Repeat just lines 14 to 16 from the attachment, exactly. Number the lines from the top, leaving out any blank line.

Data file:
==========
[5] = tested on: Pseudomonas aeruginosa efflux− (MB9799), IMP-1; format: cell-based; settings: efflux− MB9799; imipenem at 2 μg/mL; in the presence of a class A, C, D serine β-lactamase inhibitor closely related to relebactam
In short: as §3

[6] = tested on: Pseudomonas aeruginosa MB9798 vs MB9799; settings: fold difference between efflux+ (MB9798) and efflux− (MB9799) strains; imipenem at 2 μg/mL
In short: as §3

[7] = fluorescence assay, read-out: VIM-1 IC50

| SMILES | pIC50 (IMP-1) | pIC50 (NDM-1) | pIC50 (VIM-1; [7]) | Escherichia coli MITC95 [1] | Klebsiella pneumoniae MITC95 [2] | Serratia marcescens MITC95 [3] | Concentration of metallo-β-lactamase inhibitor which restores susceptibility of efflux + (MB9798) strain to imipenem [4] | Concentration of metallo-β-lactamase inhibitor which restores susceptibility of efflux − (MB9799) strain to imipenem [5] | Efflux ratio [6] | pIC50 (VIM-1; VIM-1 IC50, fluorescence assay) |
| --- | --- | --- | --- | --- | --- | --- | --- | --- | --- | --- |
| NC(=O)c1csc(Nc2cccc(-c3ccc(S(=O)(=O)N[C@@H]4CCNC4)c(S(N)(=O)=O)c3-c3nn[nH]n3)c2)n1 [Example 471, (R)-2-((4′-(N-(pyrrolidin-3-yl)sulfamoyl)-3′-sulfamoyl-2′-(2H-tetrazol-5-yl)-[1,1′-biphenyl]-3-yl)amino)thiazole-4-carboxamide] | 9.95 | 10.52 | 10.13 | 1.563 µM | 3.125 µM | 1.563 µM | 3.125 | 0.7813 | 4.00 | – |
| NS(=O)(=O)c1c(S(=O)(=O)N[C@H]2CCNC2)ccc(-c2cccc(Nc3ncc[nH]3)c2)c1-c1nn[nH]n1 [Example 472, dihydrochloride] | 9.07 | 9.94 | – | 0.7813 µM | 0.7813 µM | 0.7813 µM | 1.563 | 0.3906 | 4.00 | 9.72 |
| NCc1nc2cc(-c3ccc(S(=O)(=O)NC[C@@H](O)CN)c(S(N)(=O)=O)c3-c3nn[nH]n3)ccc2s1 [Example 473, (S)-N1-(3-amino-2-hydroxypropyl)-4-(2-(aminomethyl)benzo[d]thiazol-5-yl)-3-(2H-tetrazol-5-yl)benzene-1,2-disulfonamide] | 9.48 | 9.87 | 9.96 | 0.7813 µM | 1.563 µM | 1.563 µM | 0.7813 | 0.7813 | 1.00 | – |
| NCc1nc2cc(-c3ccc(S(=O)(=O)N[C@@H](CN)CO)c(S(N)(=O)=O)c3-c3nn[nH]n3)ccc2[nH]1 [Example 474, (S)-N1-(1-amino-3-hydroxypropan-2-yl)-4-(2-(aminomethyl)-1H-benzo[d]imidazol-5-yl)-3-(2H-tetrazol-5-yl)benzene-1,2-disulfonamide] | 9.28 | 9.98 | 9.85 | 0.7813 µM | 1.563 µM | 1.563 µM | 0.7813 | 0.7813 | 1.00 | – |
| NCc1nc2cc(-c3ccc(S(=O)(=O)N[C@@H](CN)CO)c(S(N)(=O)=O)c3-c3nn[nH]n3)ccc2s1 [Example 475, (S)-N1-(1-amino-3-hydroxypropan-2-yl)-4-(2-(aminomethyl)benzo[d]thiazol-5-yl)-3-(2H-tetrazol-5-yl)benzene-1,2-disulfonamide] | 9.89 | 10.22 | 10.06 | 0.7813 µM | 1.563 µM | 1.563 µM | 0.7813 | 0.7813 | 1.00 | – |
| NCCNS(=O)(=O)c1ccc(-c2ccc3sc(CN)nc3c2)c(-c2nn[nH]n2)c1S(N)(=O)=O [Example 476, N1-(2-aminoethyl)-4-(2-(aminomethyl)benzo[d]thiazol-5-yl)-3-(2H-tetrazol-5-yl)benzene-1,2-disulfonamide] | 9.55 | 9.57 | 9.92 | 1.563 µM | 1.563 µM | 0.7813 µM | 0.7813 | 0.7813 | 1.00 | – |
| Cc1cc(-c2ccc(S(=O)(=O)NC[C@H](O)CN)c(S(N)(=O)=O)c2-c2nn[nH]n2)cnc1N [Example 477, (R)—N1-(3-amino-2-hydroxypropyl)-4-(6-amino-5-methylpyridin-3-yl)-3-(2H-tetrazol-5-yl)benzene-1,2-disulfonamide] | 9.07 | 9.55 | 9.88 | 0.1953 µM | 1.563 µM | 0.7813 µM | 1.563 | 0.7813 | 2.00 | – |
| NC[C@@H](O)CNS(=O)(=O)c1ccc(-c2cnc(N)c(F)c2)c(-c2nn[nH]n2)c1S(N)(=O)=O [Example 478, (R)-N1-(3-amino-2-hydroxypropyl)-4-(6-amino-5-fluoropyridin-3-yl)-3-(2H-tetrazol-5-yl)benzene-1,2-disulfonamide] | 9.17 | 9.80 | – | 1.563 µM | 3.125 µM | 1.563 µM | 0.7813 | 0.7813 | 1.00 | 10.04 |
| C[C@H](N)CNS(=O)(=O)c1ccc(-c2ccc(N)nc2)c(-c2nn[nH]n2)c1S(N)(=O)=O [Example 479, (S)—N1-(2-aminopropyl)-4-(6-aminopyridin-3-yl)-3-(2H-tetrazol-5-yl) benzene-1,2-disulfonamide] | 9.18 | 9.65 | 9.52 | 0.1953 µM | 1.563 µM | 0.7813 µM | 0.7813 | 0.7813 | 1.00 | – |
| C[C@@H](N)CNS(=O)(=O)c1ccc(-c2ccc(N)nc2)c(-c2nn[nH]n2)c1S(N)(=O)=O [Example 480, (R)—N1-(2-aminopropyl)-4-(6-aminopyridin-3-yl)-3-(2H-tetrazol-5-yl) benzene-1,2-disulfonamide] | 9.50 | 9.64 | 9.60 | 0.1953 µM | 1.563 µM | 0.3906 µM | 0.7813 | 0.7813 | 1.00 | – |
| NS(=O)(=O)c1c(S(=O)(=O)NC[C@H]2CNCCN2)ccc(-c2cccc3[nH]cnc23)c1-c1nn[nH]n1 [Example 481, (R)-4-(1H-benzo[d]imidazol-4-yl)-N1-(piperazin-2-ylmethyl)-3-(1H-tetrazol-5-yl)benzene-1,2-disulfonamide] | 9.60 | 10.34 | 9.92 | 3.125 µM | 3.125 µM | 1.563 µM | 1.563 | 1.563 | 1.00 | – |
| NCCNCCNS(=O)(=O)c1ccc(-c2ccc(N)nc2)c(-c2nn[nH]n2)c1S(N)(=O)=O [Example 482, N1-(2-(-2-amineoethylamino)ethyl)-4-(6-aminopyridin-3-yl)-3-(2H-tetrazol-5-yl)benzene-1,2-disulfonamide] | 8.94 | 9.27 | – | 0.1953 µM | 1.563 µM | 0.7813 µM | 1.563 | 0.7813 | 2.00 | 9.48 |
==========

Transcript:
| Cc1cc(-c2ccc(S(=O)(=O)NC[C@H](O)CN)c(S(N)(=O)=O)c2-c2nn[nH]n2)cnc1N [Example 477, (R)—N1-(3-amino-2-hydroxypropyl)-4-(6-amino-5-methylpyridin-3-yl)-3-(2H-tetrazol-5-yl)benzene-1,2-disulfonamide] | 9.07 | 9.55 | 9.88 | 0.1953 µM | 1.563 µM | 0.7813 µM | 1.563 | 0.7813 | 2.00 | – |
| NC[C@@H](O)CNS(=O)(=O)c1ccc(-c2cnc(N)c(F)c2)c(-c2nn[nH]n2)c1S(N)(=O)=O [Example 478, (R)-N1-(3-amino-2-hydroxypropyl)-4-(6-amino-5-fluoropyridin-3-yl)-3-(2H-tetrazol-5-yl)benzene-1,2-disulfonamide] | 9.17 | 9.80 | – | 1.563 µM | 3.125 µM | 1.563 µM | 0.7813 | 0.7813 | 1.00 | 10.04 |
| C[C@H](N)CNS(=O)(=O)c1ccc(-c2ccc(N)nc2)c(-c2nn[nH]n2)c1S(N)(=O)=O [Example 479, (S)—N1-(2-aminopropyl)-4-(6-aminopyridin-3-yl)-3-(2H-tetrazol-5-yl) benzene-1,2-disulfonamide] | 9.18 | 9.65 | 9.52 | 0.1953 µM | 1.563 µM | 0.7813 µM | 0.7813 | 0.7813 | 1.00 | – |